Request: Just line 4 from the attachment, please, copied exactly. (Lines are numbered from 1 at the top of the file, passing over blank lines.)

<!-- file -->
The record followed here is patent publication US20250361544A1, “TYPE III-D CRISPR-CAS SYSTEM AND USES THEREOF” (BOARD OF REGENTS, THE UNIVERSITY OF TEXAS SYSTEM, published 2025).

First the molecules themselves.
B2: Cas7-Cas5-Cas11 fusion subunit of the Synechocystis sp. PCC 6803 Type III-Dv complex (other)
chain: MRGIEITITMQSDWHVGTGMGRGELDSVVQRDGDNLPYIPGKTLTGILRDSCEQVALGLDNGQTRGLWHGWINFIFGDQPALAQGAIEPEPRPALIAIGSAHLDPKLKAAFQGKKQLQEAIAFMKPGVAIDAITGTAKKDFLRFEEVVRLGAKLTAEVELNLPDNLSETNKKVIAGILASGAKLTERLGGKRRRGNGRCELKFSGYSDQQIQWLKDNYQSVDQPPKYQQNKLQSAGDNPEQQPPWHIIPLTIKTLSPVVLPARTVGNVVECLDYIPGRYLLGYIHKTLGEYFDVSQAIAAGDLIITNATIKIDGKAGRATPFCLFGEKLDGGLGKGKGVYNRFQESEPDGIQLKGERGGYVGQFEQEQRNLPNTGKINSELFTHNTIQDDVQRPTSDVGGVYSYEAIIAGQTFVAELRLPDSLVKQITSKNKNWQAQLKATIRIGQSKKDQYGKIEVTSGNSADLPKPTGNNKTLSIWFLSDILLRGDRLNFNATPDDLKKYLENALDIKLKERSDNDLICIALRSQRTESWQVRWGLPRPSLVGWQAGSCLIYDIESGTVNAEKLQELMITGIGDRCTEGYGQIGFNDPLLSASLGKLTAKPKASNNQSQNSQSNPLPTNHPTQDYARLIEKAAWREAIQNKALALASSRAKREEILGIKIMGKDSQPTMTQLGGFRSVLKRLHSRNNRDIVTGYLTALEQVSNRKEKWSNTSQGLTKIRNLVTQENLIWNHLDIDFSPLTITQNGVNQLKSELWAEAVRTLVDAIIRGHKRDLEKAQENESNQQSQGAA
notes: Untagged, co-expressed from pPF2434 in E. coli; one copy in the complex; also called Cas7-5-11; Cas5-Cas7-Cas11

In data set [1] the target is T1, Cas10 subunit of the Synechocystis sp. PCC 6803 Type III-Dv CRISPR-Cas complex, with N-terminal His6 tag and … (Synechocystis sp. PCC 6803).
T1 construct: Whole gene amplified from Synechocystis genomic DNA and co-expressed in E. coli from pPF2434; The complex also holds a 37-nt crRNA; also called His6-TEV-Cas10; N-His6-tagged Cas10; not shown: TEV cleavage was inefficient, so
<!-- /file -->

chain: MRGIEITITMQSDWHVGTGMGRGELDSVVQRDGDNLPYIPGKTLTGILRDSCEQVALGLDNGQTRGLWHGWINFIFGDQPALAQGAIEPEPRPALIAIGSAHLDPKLKAAFQGKKQLQEAIAFMKPGVAIDAITGTAKKDFLRFEEVVRLGAKLTAEVELNLPDNLSETNKKVIAGILASGAKLTERLGGKRRRGNGRCELKFSGYSDQQIQWLKDNYQSVDQPPKYQQNKLQSAGDNPEQQPPWHIIPLTIKTLSPVVLPARTVGNVVECLDYIPGRYLLGYIHKTLGEYFDVSQAIAAGDLIITNATIKIDGKAGRATPFCLFGEKLDGGLGKGKGVYNRFQESEPDGIQLKGERGGYVGQFEQEQRNLPNTGKINSELFTHNTIQDDVQRPTSDVGGVYSYEAIIAGQTFVAELRLPDSLVKQITSKNKNWQAQLKATIRIGQSKKDQYGKIEVTSGNSADLPKPTGNNKTLSIWFLSDILLRGDRLNFNATPDDLKKYLENALDIKLKERSDNDLICIALRSQRTESWQVRWGLPRPSLVGWQAGSCLIYDIESGTVNAEKLQELMITGIGDRCTEGYGQIGFNDPLLSASLGKLTAKPKASNNQSQNSQSNPLPTNHPTQDYARLIEKAAWREAIQNKALALASSRAKREEILGIKIMGKDSQPTMTQLGGFRSVLKRLHSRNNRDIVTGYLTALEQVSNRKEKWSNTSQGLTKIRNLVTQENLIWNHLDIDFSPLTITQNGVNQLKSELWAEAVRTLVDAIIRGHKRDLEKAQENESNQQSQGAA